I mean: How often can you read about excessive drug use (with either people driving themselves to death or plain OD'ing), people starting some kind of violent rag
Oct 01, 2013 rated it liked it
The oral history angle is this book's saving grace because without the amusing artist quotes it is really just an abridged, American-centric history of heavy metal, which is preposterous since the genre owes most of its vital developments to other countries. To give you an idea, beyond some lip service paid to formative influences like Blue Cheer, Hendrix, the MC5 and Mountain, heavy metal's subsequent rise through the 1970s zips from Black Sabbath to Judas Priest to Kiss (!) to AC/DC, with litt ...more
Dave Mason
Jun 12, 2013 rated it it was amazing
i am a huge fan of this type of book where they tell the story of a "movement", "event" or "scene", via interviews with the people who were there. the pace is generally fast, there is very little room for filler, and if done right, you hear from a broad range of interesting characters.

as far as LTHTDOHM goes, if you love metal you'll love the book. it was my main soundtrack leading in to my teens and a big part of it through my 20's/30's. metal's impact on me was huge. now that im older and mar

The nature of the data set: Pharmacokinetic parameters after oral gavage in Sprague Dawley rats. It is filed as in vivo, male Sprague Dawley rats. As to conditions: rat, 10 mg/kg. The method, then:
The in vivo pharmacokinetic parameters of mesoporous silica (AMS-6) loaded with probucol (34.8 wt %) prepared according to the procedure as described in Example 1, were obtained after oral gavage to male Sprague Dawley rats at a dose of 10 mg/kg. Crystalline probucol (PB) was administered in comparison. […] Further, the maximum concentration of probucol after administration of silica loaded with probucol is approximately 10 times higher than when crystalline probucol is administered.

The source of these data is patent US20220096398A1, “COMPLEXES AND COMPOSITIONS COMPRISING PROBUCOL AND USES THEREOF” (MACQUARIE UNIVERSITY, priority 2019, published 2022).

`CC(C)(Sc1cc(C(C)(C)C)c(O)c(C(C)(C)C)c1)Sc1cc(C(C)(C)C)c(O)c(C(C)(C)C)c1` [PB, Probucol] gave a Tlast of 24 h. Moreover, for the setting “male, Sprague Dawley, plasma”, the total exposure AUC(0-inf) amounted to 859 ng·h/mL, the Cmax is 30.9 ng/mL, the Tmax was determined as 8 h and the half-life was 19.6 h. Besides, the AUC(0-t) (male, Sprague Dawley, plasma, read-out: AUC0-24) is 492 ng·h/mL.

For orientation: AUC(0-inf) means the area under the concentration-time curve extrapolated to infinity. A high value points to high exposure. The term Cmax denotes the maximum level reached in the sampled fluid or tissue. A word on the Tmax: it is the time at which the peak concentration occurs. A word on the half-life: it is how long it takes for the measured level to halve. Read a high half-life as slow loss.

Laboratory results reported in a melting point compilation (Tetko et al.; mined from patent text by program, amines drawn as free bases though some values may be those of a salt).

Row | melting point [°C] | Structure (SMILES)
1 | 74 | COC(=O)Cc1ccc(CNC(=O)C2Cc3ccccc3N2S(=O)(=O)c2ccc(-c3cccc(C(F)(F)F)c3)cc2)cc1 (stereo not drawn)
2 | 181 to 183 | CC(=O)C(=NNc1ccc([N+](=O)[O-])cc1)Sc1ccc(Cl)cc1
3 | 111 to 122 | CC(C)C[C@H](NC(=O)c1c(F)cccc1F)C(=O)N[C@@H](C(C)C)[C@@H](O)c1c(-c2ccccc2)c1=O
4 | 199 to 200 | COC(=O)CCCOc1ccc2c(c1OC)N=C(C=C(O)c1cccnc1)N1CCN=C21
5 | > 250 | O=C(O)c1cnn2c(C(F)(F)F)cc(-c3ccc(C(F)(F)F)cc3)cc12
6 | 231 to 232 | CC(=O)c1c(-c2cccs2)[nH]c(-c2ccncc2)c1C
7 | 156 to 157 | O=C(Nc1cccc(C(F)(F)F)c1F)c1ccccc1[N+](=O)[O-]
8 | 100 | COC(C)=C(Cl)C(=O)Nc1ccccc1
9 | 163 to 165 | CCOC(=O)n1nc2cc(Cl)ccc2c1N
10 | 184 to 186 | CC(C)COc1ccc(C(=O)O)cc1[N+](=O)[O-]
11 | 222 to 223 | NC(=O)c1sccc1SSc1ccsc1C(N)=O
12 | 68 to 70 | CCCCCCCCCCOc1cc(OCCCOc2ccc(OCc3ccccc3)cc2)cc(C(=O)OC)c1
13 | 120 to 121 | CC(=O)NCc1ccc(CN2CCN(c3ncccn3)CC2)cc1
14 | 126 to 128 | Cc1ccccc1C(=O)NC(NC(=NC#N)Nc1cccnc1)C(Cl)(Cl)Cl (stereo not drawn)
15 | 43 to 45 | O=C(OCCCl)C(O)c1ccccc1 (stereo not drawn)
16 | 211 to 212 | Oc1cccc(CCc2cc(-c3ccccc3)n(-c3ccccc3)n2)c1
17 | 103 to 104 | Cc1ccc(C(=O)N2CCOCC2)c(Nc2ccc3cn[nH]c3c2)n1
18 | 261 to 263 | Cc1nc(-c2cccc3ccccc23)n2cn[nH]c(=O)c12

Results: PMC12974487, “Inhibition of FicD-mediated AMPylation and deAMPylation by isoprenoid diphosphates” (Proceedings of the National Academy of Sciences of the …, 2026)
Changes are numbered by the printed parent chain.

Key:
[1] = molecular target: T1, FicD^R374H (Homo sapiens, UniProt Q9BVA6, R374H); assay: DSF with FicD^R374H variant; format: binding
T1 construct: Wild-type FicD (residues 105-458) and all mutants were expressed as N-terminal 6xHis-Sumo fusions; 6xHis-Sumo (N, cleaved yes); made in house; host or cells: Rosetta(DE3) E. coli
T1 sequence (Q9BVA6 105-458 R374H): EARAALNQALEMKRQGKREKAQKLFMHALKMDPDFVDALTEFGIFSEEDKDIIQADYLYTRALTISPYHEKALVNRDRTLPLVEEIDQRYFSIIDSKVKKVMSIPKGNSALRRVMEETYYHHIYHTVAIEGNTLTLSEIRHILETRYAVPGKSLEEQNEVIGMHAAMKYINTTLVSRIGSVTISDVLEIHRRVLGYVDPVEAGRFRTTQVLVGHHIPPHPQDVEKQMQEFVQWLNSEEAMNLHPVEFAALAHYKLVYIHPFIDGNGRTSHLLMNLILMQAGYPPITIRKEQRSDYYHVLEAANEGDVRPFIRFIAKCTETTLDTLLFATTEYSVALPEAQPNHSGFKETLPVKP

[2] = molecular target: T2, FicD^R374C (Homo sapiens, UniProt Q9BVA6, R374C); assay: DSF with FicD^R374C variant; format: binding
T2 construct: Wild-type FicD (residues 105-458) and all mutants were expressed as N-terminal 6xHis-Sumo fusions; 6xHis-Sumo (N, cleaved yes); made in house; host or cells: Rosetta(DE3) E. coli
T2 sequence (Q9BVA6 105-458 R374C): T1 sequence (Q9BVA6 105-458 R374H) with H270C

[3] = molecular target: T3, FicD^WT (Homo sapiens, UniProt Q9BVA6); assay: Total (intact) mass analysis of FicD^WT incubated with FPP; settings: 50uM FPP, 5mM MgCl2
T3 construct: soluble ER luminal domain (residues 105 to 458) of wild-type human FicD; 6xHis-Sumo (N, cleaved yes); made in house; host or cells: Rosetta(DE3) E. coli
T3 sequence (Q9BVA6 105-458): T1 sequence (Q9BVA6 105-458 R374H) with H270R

Jun 08, 2013 rated it it was amazing
I've read a number of books on metal, and this is probably one of the best. Not only does it shed a lot of light on how metal came to be, it spotlights how it's not going away any time soon. ...more
William Schram
Jan 10, 2019 rated it it was amazing
Shelves: history, music
I was born in 1986. When I was a child, I didn’t really listen to music all that much. I remember listening to the Radio sometimes, but mostly I would play video games. Milwaukee, WI is terrible when it comes to Radio. Most of the stations are generic and boring or outright copies of other stations. I really didn’t get into Metal Music until I was in college. Even then I mainly listened to a lot of streaming services which helped me to expand into other fields of music. I guess I was lucky that ...more
Sep 17, 2018 rated it really liked it  ·  review of another edition
I love music biographies (about music I like, obviously), so this was a great present (thanks Sandra)!
It's a huge book, almost 700 pages of stuff, plus a bunch of glossy color photographs inserted a few places in the book - though the captions to the photos were BAD. And people say MY humor is bad!
Anyway, this book is just the way I like it; it's stories told by the band members themselves. It covers early metal, new wave of british heavy metal, thrash, metalcore, industrial (a surprising additi
Eric Kalenze
Aug 02, 2021 rated it really liked it
As someone who has metal in his veins (it was injected there when I was a pre-teen, so I can't help it), this was a great summer read.

That said, the last third of this very long oral history dragged a bit. The rockers' stories are really just...well, rockers' stories. As the sub-genres darken, though, so do the people and situations involved, and it just gets a little heavy/stomach-turning. (NOTE: I may have brought this on myself a bit, as I built Spotify 'soundtracks' to listen to alongside r
Fredrik Reinsborg
Jun 06, 2017 rated it it was ok